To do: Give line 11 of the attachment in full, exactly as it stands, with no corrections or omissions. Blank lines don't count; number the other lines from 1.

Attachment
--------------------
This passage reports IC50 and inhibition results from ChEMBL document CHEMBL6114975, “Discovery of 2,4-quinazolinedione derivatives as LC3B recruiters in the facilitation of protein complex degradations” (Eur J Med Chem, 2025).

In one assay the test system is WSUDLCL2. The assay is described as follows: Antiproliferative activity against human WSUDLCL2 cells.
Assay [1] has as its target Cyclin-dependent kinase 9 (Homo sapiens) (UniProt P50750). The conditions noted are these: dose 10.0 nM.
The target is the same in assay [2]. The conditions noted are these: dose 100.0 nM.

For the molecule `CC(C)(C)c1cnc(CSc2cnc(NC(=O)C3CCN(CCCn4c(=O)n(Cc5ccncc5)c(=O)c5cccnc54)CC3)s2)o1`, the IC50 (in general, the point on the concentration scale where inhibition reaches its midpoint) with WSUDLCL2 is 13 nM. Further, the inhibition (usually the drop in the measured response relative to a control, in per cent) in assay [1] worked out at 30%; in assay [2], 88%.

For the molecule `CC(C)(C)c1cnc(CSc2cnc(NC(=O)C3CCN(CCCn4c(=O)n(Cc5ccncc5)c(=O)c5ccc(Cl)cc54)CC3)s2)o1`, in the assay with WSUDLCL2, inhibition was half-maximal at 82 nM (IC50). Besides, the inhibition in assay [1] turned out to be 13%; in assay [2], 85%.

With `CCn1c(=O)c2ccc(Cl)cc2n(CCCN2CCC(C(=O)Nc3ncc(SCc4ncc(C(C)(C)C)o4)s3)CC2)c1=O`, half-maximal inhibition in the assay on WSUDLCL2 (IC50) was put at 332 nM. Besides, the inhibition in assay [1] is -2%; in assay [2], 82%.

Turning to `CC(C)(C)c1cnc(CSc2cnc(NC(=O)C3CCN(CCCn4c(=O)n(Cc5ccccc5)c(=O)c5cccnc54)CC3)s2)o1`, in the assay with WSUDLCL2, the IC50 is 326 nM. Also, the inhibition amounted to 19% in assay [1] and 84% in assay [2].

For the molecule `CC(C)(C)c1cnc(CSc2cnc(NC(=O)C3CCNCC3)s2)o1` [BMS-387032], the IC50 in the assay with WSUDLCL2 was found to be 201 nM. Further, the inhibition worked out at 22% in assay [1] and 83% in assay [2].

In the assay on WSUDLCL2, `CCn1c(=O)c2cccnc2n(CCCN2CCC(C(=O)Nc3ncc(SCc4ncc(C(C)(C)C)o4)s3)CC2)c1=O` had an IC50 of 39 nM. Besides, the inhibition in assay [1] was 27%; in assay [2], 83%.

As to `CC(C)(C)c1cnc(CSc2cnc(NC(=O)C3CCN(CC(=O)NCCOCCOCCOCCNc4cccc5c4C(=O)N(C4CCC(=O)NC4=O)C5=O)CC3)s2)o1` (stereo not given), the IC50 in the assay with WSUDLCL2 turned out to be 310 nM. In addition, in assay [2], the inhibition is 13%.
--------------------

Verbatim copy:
As to `CC(C)(C)c1cnc(CSc2cnc(NC(=O)C3CCN(CC(=O)NCCOCCOCCOCCNc4cccc5c4C(=O)N(C4CCC(=O)NC4=O)C5=O)CC3)s2)o1` (stereo not given), the IC50 in the assay with WSUDLCL2 turned out to be 310 nM. In addition, in assay [2], the inhibition is 13%.